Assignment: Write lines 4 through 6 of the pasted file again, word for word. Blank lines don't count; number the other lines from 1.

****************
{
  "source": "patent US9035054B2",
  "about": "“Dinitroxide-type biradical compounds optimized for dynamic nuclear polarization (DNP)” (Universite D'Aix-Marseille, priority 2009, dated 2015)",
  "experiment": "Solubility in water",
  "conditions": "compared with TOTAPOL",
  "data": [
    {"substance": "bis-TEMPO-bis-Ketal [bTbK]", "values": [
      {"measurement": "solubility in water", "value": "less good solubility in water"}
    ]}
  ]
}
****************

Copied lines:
  "experiment": "Solubility in water",
  "conditions": "compared with TOTAPOL",
  "data": [